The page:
If Professor Buckland's case could be considered unhelpful for employers, they will derive some comfort from another recent case on constructive dismissal, this time from a Scottish division of the Employment Appeal Tribunal (EAT). This case establishes that if an employee has already committed a breach of the implied duty of mutual trust and confidence, he cannot rely on an employer's breach of the same duty to bring the contract of employment to an end. This applies even if the employer is unaware of the employee's misconduct at the time of its own breach.

In this case the employee had been suspended because he was suspected of wrongly disclosing confidential information about a disciplinary enquiry into one of his superiors. Following his suspension - which he claimed was a breach of the implied duty of trust and confidence - a whole catalogue of complaints emerged about his own conduct, including sexual harassment and drunkenness while on duty. The EAT thought these were sufficiently serious to mean he had long been in breach of the same duty himself. Part of the EAT's reasoning is based on Scottish common law, which is not necessarily the same south of the border, but there has been at least one English case which supports the conclusion it reached.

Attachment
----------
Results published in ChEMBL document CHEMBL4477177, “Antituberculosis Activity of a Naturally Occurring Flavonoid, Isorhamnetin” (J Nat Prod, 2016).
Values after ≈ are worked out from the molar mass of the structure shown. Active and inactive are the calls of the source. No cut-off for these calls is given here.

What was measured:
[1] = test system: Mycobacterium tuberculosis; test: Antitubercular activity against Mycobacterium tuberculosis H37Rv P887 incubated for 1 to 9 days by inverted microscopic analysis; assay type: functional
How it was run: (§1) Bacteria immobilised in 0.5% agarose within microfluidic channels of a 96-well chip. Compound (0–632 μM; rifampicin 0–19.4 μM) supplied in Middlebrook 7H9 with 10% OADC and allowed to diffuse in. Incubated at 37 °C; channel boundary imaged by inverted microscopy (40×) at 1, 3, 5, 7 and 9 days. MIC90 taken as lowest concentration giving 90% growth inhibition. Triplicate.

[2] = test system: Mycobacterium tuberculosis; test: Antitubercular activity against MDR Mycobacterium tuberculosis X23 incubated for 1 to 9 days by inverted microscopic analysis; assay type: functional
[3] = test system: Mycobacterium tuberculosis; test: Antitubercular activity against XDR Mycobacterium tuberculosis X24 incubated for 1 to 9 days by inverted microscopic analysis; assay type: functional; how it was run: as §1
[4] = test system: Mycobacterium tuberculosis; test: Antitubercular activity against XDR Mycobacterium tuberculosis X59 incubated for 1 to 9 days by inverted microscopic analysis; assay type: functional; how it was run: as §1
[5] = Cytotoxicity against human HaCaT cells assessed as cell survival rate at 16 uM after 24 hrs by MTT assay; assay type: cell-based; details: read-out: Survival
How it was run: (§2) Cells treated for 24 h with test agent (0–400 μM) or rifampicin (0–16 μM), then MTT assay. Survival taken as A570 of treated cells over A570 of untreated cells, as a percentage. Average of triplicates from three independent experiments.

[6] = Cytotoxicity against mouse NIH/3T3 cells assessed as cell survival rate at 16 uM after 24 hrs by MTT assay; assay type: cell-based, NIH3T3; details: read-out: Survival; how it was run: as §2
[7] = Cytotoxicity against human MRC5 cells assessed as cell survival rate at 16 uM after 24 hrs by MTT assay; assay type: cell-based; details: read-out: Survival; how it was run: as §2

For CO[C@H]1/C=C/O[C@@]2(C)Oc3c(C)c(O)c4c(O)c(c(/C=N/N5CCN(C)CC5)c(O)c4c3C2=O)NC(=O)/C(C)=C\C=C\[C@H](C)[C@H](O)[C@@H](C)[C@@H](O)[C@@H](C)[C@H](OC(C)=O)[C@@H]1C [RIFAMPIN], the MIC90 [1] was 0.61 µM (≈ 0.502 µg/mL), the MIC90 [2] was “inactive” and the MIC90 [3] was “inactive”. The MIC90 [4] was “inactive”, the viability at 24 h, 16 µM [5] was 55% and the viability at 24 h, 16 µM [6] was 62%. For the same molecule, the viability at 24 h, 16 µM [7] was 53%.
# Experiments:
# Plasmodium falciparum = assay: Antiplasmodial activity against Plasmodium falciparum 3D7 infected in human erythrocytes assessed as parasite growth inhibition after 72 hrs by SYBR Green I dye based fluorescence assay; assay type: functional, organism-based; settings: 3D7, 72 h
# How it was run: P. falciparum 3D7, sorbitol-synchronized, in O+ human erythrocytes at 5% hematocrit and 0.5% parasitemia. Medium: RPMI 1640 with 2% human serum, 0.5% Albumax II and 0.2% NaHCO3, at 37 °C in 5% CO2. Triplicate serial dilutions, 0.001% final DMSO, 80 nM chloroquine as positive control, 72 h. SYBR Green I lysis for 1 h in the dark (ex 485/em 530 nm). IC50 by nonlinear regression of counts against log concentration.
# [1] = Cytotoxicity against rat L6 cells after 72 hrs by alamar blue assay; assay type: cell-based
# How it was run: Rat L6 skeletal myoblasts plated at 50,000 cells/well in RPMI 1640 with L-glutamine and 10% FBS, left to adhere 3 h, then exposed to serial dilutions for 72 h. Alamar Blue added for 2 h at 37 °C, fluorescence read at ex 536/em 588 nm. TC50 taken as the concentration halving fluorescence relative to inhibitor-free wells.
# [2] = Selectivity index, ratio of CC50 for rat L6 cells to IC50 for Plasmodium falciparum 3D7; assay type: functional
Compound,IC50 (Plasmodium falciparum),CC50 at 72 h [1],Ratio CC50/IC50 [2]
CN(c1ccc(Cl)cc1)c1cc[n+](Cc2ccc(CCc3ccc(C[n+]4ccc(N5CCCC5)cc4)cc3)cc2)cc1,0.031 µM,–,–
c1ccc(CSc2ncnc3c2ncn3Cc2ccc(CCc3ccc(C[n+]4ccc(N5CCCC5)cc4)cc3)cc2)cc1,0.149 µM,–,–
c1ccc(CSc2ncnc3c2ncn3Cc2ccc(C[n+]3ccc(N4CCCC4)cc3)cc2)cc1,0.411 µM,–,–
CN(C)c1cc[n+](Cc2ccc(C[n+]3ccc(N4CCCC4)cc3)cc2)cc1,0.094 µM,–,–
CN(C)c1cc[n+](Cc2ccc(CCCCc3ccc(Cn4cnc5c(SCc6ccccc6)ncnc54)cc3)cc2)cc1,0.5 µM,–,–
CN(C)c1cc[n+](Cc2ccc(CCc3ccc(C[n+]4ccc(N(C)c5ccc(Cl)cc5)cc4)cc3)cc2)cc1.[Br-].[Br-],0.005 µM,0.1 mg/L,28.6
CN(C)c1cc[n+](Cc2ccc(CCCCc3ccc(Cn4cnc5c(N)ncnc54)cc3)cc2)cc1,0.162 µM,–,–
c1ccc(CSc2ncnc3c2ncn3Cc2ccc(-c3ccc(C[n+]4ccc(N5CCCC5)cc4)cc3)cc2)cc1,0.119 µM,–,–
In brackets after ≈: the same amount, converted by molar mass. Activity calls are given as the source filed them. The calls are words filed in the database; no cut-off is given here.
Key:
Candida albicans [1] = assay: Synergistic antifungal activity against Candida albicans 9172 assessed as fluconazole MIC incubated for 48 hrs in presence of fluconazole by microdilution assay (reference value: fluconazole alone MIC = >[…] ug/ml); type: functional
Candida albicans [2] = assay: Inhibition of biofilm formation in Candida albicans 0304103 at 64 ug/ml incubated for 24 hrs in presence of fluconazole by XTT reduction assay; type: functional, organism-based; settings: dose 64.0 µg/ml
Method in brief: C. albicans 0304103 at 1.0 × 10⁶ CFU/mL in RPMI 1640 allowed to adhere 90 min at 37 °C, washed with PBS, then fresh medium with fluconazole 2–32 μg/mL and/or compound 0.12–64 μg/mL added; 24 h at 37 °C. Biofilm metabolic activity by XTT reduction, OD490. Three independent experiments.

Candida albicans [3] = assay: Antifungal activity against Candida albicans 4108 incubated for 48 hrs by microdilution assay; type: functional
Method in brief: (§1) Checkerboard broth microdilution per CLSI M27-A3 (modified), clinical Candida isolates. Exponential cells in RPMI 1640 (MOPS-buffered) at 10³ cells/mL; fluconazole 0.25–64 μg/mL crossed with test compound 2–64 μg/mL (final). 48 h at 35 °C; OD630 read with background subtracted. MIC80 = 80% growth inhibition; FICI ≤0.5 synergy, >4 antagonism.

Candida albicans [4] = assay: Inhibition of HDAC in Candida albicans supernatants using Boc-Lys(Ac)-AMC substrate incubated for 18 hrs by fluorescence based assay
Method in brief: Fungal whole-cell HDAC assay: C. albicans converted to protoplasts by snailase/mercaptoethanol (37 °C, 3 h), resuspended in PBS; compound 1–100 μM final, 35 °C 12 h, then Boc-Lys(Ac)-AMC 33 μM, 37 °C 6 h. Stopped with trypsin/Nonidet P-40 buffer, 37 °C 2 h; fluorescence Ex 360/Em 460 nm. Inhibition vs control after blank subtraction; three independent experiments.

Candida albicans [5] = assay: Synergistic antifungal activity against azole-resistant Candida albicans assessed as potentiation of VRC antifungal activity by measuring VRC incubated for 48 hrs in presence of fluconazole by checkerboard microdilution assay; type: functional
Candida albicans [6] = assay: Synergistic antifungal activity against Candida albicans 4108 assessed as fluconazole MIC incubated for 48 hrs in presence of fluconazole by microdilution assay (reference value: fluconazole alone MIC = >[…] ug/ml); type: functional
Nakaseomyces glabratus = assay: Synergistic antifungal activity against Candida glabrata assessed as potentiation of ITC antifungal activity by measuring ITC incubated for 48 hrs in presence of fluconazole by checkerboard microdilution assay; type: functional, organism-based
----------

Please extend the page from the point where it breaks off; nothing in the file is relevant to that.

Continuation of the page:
Click below for the full decision (Aberdeen City Council v McNeill).